Principled Produce

Organizations across Iowa grow fresh food for those in need.

Mari Hunt Wassink (left), Dan Hogan (center) and Jake Kundert work in Grow: Johnson County’s five-acre farm in Iowa City. Produce from these fields go to those in need around the area. 

Writer: Veronica Lorson Fowler
Photographers: Joe Crimmings and Duane Tinkey

Iowa may have the land, soil and climate ideal for growing crops, but there are still people who don’t have enough fresh produce to sustain a healthy diet. Here’s how four organizations around the state are helping. 


Grow: Johnson County (Iowa City)

For Grow: Johnson County, it’s not enough to raise 25,000 pounds of fresh produce annually to distribute to hunger-relief agencies in the area. It’s also important that they train growers, people who will be leaders in the food system for decades to come. 

“We want to create long-term change,” says Jake Kundert, former food systems director at Iowa Valley Resource Conservation and Development, the parent organization, where he worked through summer 2021 before starting work on a doctorate degree program. 

That’s why Grow: Johnson County takes its training programs just as seriously as delivering fresh greens, tomatoes, peppers, onions and watermelon—all grown on their five-acre farm located on the edge of Iowa City—to food pantries and distribution centers. Paid apprenticeships teach agricultural and food distribution basics. The organization also hosts a class, “Beyond Rootimentary,” as an educational outreach program where community members of all ages can learn more about gardening.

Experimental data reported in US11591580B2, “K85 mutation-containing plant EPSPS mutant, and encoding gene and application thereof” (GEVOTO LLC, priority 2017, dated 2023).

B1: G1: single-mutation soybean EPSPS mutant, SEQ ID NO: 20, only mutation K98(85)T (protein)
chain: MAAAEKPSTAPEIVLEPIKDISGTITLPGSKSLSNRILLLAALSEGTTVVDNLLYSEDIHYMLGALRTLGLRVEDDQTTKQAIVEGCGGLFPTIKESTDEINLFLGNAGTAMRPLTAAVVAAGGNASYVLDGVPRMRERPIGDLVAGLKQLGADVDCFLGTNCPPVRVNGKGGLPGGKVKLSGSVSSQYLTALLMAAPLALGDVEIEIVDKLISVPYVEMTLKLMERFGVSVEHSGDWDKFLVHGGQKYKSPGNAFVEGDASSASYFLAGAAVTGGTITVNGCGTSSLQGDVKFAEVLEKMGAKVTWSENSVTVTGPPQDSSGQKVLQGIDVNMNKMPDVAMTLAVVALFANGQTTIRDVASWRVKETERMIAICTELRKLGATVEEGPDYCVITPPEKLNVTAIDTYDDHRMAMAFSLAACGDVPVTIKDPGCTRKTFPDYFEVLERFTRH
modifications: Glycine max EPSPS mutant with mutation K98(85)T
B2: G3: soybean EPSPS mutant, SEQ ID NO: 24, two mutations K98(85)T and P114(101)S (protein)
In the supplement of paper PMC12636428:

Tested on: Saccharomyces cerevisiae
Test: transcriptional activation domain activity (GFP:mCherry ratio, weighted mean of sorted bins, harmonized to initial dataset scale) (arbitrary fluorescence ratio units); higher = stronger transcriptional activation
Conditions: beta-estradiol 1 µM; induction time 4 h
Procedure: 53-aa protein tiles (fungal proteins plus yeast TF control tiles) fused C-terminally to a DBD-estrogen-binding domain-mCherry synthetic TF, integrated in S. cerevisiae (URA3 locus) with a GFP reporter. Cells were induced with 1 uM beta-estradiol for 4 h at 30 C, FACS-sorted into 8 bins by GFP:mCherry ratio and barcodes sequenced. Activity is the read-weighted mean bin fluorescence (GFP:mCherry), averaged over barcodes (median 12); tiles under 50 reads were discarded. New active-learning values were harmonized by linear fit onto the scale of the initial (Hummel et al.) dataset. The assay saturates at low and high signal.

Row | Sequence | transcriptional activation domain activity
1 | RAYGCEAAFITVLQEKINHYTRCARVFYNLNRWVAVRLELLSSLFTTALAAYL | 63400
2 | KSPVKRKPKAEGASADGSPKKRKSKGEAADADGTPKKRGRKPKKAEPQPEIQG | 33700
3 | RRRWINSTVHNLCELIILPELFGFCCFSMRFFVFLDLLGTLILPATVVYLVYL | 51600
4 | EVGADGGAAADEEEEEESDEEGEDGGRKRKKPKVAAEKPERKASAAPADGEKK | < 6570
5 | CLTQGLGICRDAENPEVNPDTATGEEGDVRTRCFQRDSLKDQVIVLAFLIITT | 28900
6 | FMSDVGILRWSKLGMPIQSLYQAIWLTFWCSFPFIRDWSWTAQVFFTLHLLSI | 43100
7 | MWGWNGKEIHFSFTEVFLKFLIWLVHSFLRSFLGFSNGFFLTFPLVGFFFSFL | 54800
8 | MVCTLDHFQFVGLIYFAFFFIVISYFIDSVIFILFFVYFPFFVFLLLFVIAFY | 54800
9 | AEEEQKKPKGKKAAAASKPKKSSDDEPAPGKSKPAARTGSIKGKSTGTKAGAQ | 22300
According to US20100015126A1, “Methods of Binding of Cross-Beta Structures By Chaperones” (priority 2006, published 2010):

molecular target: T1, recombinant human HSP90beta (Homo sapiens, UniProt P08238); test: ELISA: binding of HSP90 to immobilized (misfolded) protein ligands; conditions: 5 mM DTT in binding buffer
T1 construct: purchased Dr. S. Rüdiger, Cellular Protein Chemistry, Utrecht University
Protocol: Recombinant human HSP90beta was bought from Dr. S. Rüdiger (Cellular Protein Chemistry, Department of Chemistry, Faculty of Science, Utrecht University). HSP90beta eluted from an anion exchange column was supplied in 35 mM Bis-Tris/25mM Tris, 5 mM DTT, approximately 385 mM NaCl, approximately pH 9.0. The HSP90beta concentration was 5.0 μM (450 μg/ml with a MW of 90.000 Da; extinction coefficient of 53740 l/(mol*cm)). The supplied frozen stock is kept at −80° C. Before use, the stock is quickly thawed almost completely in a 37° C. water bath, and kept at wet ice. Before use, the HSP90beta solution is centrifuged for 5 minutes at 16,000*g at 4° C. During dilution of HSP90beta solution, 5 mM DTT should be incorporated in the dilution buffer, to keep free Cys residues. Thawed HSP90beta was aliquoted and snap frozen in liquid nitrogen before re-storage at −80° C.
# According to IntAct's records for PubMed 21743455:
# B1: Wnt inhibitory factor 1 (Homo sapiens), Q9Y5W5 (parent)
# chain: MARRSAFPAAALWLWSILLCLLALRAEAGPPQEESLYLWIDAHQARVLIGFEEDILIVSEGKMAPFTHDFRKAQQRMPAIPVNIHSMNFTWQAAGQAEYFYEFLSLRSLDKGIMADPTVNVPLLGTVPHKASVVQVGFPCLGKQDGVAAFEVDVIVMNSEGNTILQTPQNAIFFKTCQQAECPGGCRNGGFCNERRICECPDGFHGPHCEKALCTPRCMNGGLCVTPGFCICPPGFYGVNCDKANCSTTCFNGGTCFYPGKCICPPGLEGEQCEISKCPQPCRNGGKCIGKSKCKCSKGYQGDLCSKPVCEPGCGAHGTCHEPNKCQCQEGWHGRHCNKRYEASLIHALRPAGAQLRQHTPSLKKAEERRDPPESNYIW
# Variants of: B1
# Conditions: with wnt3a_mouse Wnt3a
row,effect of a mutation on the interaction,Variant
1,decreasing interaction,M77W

The organization works hard to reach out to food-insecure people about their preferences, which are considered when making decisions about what to grow on the farm. Only top-quality vegetables are distributed. They’re harvested at their peak and delivered within five hours of harvest. 

There’s also a focus on providing opportunities to underrepresented individuals in Midwestern agriculture, including Black and Indigenous people and other people of color. The group’s mission emphasizes a more sustainable future for the planet as well, growing cover crops to protect soils, nurturing habitats for beneficial insects, and following organic pest and weed management practices.

Kayla Carter, a former summer apprentice, grew up in Chicago and had never gardened before. She weeded, harvested, inspected fields and prepped produce for distribution. A University of Iowa student majoring in global health studies and African-American studies, Carter says the experience has altered the course of her career: “I saw how this wasn’t just a job. It’s building a whole community.”